Ofsted downgrades hundreds more ‘outstanding’ schools

Almost a third of previously ‘outstanding’ schools inspected since last September have dropped to ‘requires improvement’ or ‘inadequate’, Ofsted has revealed.

Data covering the period from September to the end of March shows that just 16 per cent of ‘outstanding’ schools inspected during that time kept their top grade. Twenty-five per cent dropped to ‘requires improvement’ and 5 per cent were ‘inadequate’. Fifty-four per cent fell to ‘good’.

‘Outstanding’ primary and secondary schools are usually exempt from routine inspection, but Ofsted can go in if it has concerns about their performance or safeguarding processes.

Today’s figures, which come almost six months after Ofsted launched a clampdown on underperforming exempt schools, have prompted renewed calls from Amanda Spielman, the chief inspector of schools, for the exemption to be lifted.

Between September 1, 2018 and March 31, 2019, Ofsted inspected 305 ‘outstanding’ primary and secondary schools, which represents 8 per cent of all exempt schools and is more than double the number inspected during the full 2017-18 academic year.

Only 49 of the 305 (16 per cent) ‘outstanding’ schools inspected so far this academic year remained outstanding, compared with 49 of 150 (33 per cent) of exempt schools inspected during the previous academic year.

More primary than secondary schools lost their ‘outstanding’ grade. Only 31 of 239 (13 per cent) of exempt primary schools remained outstanding this year, while 18 out of 66 (27 per cent) secondary schools kept the top grade.

Ofsted said that, given that most of the inspections were carried out because of concerns over performance, it was not surprising that a significant proportion lose the top grading.

Spielman said: “Today’s figures are not particularly surprising, but they should still set alarm bells ringing.

“The fact that outstanding schools are largely exempt from inspection leaves us with real gaps in our knowledge about the quality of education and safeguarding in these schools. Some of them have not been inspected for over a decade, and when our inspectors go back in, they sometimes find standards have significantly declined.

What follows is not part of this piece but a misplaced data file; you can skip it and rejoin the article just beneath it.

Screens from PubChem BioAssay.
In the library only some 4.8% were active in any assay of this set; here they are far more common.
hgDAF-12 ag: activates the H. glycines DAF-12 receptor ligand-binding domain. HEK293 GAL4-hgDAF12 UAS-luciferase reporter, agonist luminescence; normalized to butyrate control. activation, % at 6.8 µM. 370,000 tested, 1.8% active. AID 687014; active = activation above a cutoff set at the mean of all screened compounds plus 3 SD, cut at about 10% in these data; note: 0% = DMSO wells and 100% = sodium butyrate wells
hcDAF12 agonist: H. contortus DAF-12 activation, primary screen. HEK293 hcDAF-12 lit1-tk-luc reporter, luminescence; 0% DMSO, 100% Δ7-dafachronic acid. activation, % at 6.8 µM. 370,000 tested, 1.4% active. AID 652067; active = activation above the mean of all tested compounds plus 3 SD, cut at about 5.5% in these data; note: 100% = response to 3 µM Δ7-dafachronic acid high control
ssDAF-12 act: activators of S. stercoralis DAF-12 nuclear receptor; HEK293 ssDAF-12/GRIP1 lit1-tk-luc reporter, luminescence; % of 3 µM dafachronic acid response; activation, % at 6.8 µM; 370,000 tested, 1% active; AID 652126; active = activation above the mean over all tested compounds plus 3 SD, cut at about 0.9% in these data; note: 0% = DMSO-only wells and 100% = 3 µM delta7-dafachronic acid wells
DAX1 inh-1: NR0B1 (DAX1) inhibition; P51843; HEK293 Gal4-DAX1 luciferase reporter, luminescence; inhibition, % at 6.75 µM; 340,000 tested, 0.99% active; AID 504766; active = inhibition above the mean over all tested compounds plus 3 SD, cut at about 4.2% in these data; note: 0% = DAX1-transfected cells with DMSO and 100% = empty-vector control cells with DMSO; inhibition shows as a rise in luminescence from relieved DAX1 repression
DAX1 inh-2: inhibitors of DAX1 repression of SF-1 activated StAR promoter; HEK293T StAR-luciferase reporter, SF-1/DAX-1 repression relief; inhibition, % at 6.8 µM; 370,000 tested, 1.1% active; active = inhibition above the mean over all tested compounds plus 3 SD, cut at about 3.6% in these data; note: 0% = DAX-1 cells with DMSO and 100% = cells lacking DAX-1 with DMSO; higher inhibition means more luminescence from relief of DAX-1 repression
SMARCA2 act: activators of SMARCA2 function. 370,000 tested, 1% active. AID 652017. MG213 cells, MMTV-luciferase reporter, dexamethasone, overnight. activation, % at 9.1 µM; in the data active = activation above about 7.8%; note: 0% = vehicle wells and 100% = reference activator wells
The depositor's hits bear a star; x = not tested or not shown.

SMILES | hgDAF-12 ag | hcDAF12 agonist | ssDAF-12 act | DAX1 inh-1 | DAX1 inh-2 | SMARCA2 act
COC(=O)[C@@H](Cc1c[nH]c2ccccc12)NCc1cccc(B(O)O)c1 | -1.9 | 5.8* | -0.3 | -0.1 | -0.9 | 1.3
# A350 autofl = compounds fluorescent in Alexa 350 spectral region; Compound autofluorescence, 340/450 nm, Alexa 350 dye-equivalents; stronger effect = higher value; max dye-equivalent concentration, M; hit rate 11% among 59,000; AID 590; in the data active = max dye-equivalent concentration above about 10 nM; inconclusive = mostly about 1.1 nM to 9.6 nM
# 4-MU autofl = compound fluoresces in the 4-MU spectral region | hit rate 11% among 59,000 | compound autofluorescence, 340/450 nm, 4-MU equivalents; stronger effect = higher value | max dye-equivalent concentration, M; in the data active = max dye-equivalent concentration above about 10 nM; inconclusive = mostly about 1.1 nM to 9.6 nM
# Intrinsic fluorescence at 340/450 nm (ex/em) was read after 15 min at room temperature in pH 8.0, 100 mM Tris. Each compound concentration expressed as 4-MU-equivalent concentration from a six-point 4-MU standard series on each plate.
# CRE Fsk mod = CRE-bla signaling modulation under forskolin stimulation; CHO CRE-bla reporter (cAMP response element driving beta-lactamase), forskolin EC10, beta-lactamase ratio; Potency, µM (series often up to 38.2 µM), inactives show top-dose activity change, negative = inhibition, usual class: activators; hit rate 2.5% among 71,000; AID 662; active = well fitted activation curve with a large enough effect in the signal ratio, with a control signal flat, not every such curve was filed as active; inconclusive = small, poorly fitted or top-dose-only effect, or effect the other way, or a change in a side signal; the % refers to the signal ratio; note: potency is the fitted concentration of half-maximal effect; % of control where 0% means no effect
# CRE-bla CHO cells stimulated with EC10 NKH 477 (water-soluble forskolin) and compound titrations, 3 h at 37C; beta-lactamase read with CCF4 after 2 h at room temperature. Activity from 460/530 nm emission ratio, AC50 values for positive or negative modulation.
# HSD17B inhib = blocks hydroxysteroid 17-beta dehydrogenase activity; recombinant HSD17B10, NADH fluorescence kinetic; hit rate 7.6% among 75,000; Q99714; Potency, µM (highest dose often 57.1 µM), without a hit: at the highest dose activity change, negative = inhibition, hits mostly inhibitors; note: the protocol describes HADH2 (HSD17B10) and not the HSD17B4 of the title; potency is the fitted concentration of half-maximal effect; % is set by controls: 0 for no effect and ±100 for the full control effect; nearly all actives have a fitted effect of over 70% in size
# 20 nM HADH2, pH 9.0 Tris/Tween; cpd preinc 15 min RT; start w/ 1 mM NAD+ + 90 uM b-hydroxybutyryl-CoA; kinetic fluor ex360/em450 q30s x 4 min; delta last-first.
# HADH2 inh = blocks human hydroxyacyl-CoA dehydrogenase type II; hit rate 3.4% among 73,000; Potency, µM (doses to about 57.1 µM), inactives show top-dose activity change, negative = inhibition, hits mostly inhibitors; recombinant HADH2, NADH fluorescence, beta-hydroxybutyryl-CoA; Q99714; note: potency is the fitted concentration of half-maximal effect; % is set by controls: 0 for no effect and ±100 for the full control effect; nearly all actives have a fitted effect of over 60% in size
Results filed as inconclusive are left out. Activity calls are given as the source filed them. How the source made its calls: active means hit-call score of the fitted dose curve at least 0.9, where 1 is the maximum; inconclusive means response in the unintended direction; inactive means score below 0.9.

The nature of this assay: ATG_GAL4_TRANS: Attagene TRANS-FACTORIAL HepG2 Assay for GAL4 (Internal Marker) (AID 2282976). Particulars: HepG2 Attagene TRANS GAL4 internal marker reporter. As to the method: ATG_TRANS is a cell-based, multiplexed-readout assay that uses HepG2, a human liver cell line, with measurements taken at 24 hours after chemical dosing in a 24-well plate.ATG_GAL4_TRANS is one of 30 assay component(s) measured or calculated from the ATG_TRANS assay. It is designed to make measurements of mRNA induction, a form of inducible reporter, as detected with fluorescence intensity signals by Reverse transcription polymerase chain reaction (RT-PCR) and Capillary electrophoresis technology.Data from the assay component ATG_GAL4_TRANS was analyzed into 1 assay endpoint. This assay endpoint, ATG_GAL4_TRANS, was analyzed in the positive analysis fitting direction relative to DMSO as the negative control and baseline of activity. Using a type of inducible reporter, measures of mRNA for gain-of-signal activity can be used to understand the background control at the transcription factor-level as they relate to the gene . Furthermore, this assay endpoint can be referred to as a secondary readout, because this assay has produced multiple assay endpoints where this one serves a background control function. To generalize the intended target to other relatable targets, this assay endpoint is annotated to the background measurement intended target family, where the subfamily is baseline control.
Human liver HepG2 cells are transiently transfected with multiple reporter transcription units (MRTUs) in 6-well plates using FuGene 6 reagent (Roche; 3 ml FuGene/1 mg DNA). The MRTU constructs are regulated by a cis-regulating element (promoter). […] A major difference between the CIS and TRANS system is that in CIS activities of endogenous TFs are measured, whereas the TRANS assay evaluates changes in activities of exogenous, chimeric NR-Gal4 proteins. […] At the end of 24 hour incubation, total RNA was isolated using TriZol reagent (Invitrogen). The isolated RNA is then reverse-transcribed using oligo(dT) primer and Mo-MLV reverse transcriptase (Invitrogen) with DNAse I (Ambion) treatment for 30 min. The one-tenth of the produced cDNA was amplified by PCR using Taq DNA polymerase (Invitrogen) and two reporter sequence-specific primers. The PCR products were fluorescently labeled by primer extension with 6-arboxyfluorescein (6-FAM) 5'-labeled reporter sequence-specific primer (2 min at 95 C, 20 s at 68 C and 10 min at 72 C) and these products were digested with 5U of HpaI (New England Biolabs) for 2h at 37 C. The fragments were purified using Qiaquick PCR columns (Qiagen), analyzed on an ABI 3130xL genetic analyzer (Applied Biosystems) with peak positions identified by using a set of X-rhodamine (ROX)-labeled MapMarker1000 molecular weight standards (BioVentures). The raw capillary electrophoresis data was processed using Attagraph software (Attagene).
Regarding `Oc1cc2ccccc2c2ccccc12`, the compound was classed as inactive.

“We believe most schools judged outstanding are still doing outstanding work. But for the outstanding grade to be properly meaningful and a genuine beacon of excellence, the exemption should be lifted and Ofsted resourced to routinely inspect these schools.”

The Department for Education has been criticised by the UK’s statistics watchdog for failing to give a “full picture” of the number of children in high performing schools.

But Nick Gibb, schools minister, defended the government’s record.

“These statistics show just how much better our school system is compared to nine years ago, with 85 per cent of pupils attending schools rated good or outstanding compared to 66 per cent in 2010,” he said.

“Parents can be assured that the likelihood of having a good or outstanding school on their doorstep has been hugely increased, with almost nine in 10 schools rated good or outstanding compared to just seven in 10 schools in 2010.”

Last year the government told Ofsted to step up its interventions of exempt schools so that poor standards of safeguarding could be picked up.

Schools Week revealed earlier this year that between January and February this year, Ofsted reinspected 46 exempt schools – none of which retained their outstanding status.

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